is set to be an unrestricted free agent this summer. (Kent Smith/NBAE via Getty Images)
By Ben Golliver and Rob Mahoney
Give And Go is a recurring feature in which The Point Forward’s Ben Golliver and Rob Mahoney bat an NBA topic du jour back and forth.
This week: assessing impending free-agent forward Josh Smith's desire for a maximum contract (five years, about $98 million) and how Hawks general manager Danny Ferry should respond.
1. Is Josh Smith worth a max contract? If not, ballpark his worth?
Ben Golliver: Josh Smith is gonna cost ya, no two ways about that. Last summer's signings set his negotiating floor well into the eight-figure range annually. The Celtics gave Jeff Green $36 million for four years; the Nets handed Gerald Wallace $40 million over four years; and the Timberwolves extended a four-year, $46 million offer sheet to Nicolas Batum that the Trail Blazers matched. Smith, who is making $13.2 million in the last year of his contract, can claim to be a better player than all three of those forwards. The 27-year-old is in his prime years, he's in good health and he has steadily produced for seven seasons in a row. He's a known, albeit imperfect, quantity. In determining his value, his personality flaws aren't as important as the fact that teams won't be paying him on potential or putting money at risk for an aging player in decline. This is his prime earning time.
The tougher question is where Smith falls between $12 million per year and the near $20 million annually he could receive in a max offer from the Hawks. Going back a few years, the Warriors gave David Lee, now a two-time All-Star, roughly $13 million annually over six years. Smith doesn't have the All-Star credentials or Lee's double-digit rebounding tallies, but he's a much more credible defender and he's a better fit in systems that can make use of his athleticism and versatility. It's worth noting that while the Hawks can offer him a five-year contract with 7.5 percent annual raises this summer, other suitors would be limited to four-year offers with 4.5 percent raises (the latter would max out at close to $75 million). It's possible that fact could push up his per-year dollars from outside suitors. If a rival team offers him more than $60 million for four years -- and a club almost certainly will if given the chance -- it would be too rich for my blood. Still, I wouldn't blink if that happened.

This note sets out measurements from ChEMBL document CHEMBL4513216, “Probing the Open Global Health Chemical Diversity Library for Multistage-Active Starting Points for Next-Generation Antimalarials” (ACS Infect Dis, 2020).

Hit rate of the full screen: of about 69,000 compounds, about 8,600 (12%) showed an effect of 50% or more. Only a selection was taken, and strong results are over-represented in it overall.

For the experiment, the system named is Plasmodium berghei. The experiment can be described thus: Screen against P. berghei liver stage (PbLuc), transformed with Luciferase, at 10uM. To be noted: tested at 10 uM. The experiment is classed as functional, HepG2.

Rob Mahoney: I have a sneaking suspicion that some desperate team out there will offer Smith the max, which in effect makes that his value. Only the economics of the open market can determine "worth" in a case like this. There are way too many factors in play to attempt to gauge some absolute value, and with a player as curious as Smith, such an endeavor might be flat-out impossible.
So we're left to determine worth as the outcome of what an owner is willing to pay. Given how diligently so many teams have positioned themselves for a free-agent market now weakened by extensions for players such as James Harden, Stephen Curry, Jrue Holiday and Serge Ibaka and potentially lacking would-be headliners Chris Paul and Dwight Howard, that sum of money for Smith is almost certain to be exorbitant and unreasonable. Smith is good enough to be one of the best players available, and for that reason alone he may well wind up a max player.
2. Do you have a problem with Smith's public negotiating?
Rob Mahoney: No. Smith has made it clear what kind of offer he feels he deserves, and he has avoided the facetiousness that infects many free-agents-to-be. The conservative PR move for Smith involves blowing plenty of smoke to prop up the incumbent team, but that kind of inflated rhetoric is exactly what gets fans so riled up when a prominent player leaves in free agency. Smith may not have the same rosy relationship with Hawks fans that other departing stars have had with their team's supporters, but he's at least been forthcoming about his expectations and intentions.